Brajkishorebabu and Rajendrababu
were a matchless pair. Their devotion made it impossible for me to take
a single step without their help. Their disciples, or their companions--Shambhubabu,
Anugrahababu, Dharanibabu, Ramnavmibabu, and other vakils--were always
with us. Vindhyababu and Janakdharibabu also came and helped us now and
then. All these were Biharis. Their principal work was to take down the
Professor Kripalani could not
but cast in his lot with us. Though a Sindhi, he was more Bihari than a
born Bihari. I have seen only a few workers capable of merging themselves
in the province of their adoption. Kripalani is one of those few. He made
it impossible for anyone to feel that he belonged to a different province.
He was my gatekeeper in chief. For the time being he made it the end and
aim of his life to save me from darshan-seekers. He warded off people,
calling to his aid now his unfailing humour, now his non-violent threats.
At nightfall he would take up his occupation of a teacher and regale his
companions with his historical studies and observations, and quicken any
timid visitor into bravery.
Maulana Mazharul Haq had registered
his name on the standing list of helpers whom I might count upon whenever
necessary, and he made a point of looking in once or twice a month. The
pomp and splendour in which he then lived was in sharp contrast to his
simple life of today. The way in which he associated with us made us feel
that he was one of us, though his fashionable habit gave a stranger a different
As I gained more experience
of Bihar, I became convinced that work of a permanent nature was impossible
without proper village education. The ryots' ignorance was pathetic. They
either allowed their children to roam about, or made them toil on indigo
plantations from morning to night for a couple of coppers a day. In those
days a male labourer's wage did not exceed ten pice, a female's did not
exceed six, and a child's three. He who succeeded in earning four annas
a day was considered most fortunate.
In consultation with my companions
I decided to open primary schools in six villages. One of our conditions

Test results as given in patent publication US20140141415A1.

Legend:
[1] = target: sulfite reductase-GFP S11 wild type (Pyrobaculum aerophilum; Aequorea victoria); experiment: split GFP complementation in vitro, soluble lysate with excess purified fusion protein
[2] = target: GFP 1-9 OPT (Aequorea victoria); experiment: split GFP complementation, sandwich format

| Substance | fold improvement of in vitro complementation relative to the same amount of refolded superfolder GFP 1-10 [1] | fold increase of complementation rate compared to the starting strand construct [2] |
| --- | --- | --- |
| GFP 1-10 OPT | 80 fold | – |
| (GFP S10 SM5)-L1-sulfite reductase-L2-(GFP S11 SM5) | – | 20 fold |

with the villagers was that they should provide the teachers with board
and lodging, while we would see to the other expenses. The village folk
had hardly any cash in their hands, but they could well afford to provide
foodstuffs. Indeed they had already expressed their readiness to contribute
grain and other raw materials.
From where to get the teachers
was a great problem. It was difficult to find local teachers who would
work for a bare allowance or without remuneration. My idea was never to
entrust children to commonplace teachers. Their literary qualification
was not so essential as their moral fibre.
So I issued a public appeal
for voluntary teachers. It received a ready response. Sjt. Gangadharrao
Deshpande sent Babasaheb Soman and Pundalik. Shrimati Avantikabai Gokhale
came from Bombay, and Mrs. Anandibai Vaishmpayan from Poona. I sent to
the Ashram for Chhotalal, Surendranath, and my son Devdas. About this time
Mahadev Desai and Narahari Parikh with their wives cast in their lot with
me. Kasturbai was also summoned for the work. This was a fairly strong
contingent. Shrimati Avantikabai and Shrimati Anandibai were educated enough,
but Shrimati Durga Desai and Shrimati Manibehn Parikh had nothing more
than a bare knowledge of Gujarati, and Kasturbai not even that. How were
these ladies to instruct the children in Hindi?
I explained to them that they
were expected to teach the children not grammar and the three R's so much
as cleanliness and good manners. I further explained that even as regards
letters there was not so great a difference between Gujarati, Hindi, and
Marathi as they imagined, and in the primary classes, at any rate, the
teaching of the rudiments of the alphabet and numerals was not a difficult
matter. The result was that the classes taken by these ladies were found
to be most successful. The experience inspired them with confidence and
interest in their work. Avantikabai's became a model school. She brought
her exceptional gifts to bear on it. Through these ladies we could, to
some extent, reach the village women.
But I did not want to
stop at providing for primary education. The villages were insanitary,
the lanes full of filth, the wells surrounded by mud and stink, and the
courtyards unbearably untidy. The elder people badly needed education in
cleanliness. They were all suffering from various skin diseases. So it
was decided to do as much sanitary work as possible, and to penetrate every
department of their lives.
Doctors were needed for this
work. I requested the Servants of India Society to lend us the services
of the late Dr. Dev. We had been great friends, and he readily offered
his services for six months. The teachers--men and women--had all to work
All of them had express instructions
not to concern themselves with grievances against planters, or with politics.
People who had any complaints to make were to be referred to me. No one
was to venture out of his beat. The friends carried out these instructions
with wonderful fidelity. I do not remember a single occasion of indiscipline.